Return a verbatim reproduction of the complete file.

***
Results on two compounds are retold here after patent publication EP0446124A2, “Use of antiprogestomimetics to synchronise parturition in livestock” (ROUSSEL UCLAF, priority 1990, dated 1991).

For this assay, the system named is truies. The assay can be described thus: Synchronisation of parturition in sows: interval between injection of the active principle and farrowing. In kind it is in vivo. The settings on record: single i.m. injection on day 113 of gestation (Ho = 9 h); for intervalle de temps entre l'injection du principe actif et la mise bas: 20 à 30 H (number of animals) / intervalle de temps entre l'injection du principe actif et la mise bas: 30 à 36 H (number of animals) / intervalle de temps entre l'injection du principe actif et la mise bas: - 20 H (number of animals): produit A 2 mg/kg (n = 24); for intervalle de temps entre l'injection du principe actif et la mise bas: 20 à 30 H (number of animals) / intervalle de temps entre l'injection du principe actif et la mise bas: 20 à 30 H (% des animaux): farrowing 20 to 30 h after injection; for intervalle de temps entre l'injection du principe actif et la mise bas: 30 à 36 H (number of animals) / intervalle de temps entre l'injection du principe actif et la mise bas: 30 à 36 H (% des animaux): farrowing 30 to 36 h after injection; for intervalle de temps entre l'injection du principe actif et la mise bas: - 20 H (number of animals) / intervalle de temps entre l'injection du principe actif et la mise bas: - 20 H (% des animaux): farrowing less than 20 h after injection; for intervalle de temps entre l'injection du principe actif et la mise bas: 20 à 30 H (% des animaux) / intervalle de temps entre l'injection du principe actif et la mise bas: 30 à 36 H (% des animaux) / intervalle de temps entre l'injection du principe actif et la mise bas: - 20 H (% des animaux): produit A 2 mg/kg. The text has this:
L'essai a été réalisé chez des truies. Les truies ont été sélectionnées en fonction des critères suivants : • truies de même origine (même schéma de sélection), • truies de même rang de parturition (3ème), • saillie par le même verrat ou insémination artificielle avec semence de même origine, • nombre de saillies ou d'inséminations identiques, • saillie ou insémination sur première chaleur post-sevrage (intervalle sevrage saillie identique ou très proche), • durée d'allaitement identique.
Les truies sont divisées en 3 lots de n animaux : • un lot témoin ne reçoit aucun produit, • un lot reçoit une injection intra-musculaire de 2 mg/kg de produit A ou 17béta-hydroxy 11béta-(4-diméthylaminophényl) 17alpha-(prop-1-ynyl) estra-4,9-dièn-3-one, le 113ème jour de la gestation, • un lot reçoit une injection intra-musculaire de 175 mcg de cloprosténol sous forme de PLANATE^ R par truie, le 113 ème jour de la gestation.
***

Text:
Results on two compounds are retold here after patent publication EP0446124A2, “Use of antiprogestomimetics to synchronise parturition in livestock” (ROUSSEL UCLAF, priority 1990, dated 1991).

For this assay, the system named is truies. The assay can be described thus: Synchronisation of parturition in sows: interval between injection of the active principle and farrowing. In kind it is in vivo. The settings on record: single i.m. injection on day 113 of gestation (Ho = 9 h); for intervalle de temps entre l'injection du principe actif et la mise bas: 20 à 30 H (number of animals) / intervalle de temps entre l'injection du principe actif et la mise bas: 30 à 36 H (number of animals) / intervalle de temps entre l'injection du principe actif et la mise bas: - 20 H (number of animals): produit A 2 mg/kg (n = 24); for intervalle de temps entre l'injection du principe actif et la mise bas: 20 à 30 H (number of animals) / intervalle de temps entre l'injection du principe actif et la mise bas: 20 à 30 H (% des animaux): farrowing 20 to 30 h after injection; for intervalle de temps entre l'injection du principe actif et la mise bas: 30 à 36 H (number of animals) / intervalle de temps entre l'injection du principe actif et la mise bas: 30 à 36 H (% des animaux): farrowing 30 to 36 h after injection; for intervalle de temps entre l'injection du principe actif et la mise bas: - 20 H (number of animals) / intervalle de temps entre l'injection du principe actif et la mise bas: - 20 H (% des animaux): farrowing less than 20 h after injection; for intervalle de temps entre l'injection du principe actif et la mise bas: 20 à 30 H (% des animaux) / intervalle de temps entre l'injection du principe actif et la mise bas: 30 à 36 H (% des animaux) / intervalle de temps entre l'injection du principe actif et la mise bas: - 20 H (% des animaux): produit A 2 mg/kg. The text has this:
L'essai a été réalisé chez des truies. Les truies ont été sélectionnées en fonction des critères suivants : • truies de même origine (même schéma de sélection), • truies de même rang de parturition (3ème), • saillie par le même verrat ou insémination artificielle avec semence de même origine, • nombre de saillies ou d'inséminations identiques, • saillie ou insémination sur première chaleur post-sevrage (intervalle sevrage saillie identique ou très proche), • durée d'allaitement identique.
Les truies sont divisées en 3 lots de n animaux : • un lot témoin ne reçoit aucun produit, • un lot reçoit une injection intra-musculaire de 2 mg/kg de produit A ou 17béta-hydroxy 11béta-(4-diméthylaminophényl) 17alpha-(prop-1-ynyl) estra-4,9-dièn-3-one, le 113ème jour de la gestation, • un lot reçoit une injection intra-musculaire de 175 mcg de cloprosténol sous forme de PLANATE^ R par truie, le 113 ème jour de la gestation.